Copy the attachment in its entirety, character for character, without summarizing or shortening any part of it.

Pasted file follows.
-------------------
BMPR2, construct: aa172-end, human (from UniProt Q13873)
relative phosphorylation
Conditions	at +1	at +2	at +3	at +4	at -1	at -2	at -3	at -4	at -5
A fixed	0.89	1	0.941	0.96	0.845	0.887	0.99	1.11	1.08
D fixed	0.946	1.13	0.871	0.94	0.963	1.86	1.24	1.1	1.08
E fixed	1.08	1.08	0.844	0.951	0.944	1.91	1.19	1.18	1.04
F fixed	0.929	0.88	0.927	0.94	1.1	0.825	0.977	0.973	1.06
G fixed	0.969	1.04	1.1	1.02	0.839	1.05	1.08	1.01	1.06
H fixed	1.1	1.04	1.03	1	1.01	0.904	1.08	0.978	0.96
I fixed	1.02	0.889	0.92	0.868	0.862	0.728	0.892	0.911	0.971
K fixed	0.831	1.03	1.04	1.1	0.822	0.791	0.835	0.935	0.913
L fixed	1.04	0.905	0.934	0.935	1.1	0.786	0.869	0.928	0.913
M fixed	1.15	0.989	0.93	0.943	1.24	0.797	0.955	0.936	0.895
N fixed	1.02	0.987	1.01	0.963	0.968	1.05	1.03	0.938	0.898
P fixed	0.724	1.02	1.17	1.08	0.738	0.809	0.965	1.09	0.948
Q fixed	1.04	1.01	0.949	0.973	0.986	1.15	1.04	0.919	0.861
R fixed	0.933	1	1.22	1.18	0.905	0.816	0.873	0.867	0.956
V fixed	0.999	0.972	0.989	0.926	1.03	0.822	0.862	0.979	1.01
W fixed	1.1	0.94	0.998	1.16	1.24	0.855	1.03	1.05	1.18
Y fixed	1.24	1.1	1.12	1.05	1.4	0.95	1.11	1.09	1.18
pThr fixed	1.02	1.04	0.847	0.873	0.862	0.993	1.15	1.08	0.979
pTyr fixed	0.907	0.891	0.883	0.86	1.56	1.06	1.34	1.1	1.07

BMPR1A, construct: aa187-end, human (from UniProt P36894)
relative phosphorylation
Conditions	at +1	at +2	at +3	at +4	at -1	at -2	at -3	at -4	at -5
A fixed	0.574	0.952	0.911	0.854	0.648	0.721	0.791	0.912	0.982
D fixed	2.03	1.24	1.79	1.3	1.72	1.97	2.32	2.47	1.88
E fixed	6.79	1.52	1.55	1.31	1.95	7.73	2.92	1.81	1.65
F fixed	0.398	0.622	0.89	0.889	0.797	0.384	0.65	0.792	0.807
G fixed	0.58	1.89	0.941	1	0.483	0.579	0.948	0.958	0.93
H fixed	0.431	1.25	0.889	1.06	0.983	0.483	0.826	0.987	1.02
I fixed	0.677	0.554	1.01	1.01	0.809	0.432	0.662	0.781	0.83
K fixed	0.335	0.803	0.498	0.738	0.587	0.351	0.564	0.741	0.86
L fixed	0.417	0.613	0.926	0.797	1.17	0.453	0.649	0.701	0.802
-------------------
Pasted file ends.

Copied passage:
BMPR2, construct: aa172-end, human (from UniProt Q13873)
relative phosphorylation
Conditions	at +1	at +2	at +3	at +4	at -1	at -2	at -3	at -4	at -5
A fixed	0.89	1	0.941	0.96	0.845	0.887	0.99	1.11	1.08
D fixed	0.946	1.13	0.871	0.94	0.963	1.86	1.24	1.1	1.08
E fixed	1.08	1.08	0.844	0.951	0.944	1.91	1.19	1.18	1.04
F fixed	0.929	0.88	0.927	0.94	1.1	0.825	0.977	0.973	1.06
G fixed	0.969	1.04	1.1	1.02	0.839	1.05	1.08	1.01	1.06
H fixed	1.1	1.04	1.03	1	1.01	0.904	1.08	0.978	0.96
I fixed	1.02	0.889	0.92	0.868	0.862	0.728	0.892	0.911	0.971
K fixed	0.831	1.03	1.04	1.1	0.822	0.791	0.835	0.935	0.913
L fixed	1.04	0.905	0.934	0.935	1.1	0.786	0.869	0.928	0.913
M fixed	1.15	0.989	0.93	0.943	1.24	0.797	0.955	0.936	0.895
N fixed	1.02	0.987	1.01	0.963	0.968	1.05	1.03	0.938	0.898
P fixed	0.724	1.02	1.17	1.08	0.738	0.809	0.965	1.09	0.948
Q fixed	1.04	1.01	0.949	0.973	0.986	1.15	1.04	0.919	0.861
R fixed	0.933	1	1.22	1.18	0.905	0.816	0.873	0.867	0.956
V fixed	0.999	0.972	0.989	0.926	1.03	0.822	0.862	0.979	1.01
W fixed	1.1	0.94	0.998	1.16	1.24	0.855	1.03	1.05	1.18
Y fixed	1.24	1.1	1.12	1.05	1.4	0.95	1.11	1.09	1.18
pThr fixed	1.02	1.04	0.847	0.873	0.862	0.993	1.15	1.08	0.979
pTyr fixed	0.907	0.891	0.883	0.86	1.56	1.06	1.34	1.1	1.07

BMPR1A, construct: aa187-end, human (from UniProt P36894)
relative phosphorylation
Conditions	at +1	at +2	at +3	at +4	at -1	at -2	at -3	at -4	at -5
A fixed	0.574	0.952	0.911	0.854	0.648	0.721	0.791	0.912	0.982
D fixed	2.03	1.24	1.79	1.3	1.72	1.97	2.32	2.47	1.88
E fixed	6.79	1.52	1.55	1.31	1.95	7.73	2.92	1.81	1.65
F fixed	0.398	0.622	0.89	0.889	0.797	0.384	0.65	0.792	0.807
G fixed	0.58	1.89	0.941	1	0.483	0.579	0.948	0.958	0.93
H fixed	0.431	1.25	0.889	1.06	0.983	0.483	0.826	0.987	1.02
I fixed	0.677	0.554	1.01	1.01	0.809	0.432	0.662	0.781	0.83
K fixed	0.335	0.803	0.498	0.738	0.587	0.351	0.564	0.741	0.86
L fixed	0.417	0.613	0.926	0.797	1.17	0.453	0.649	0.701	0.802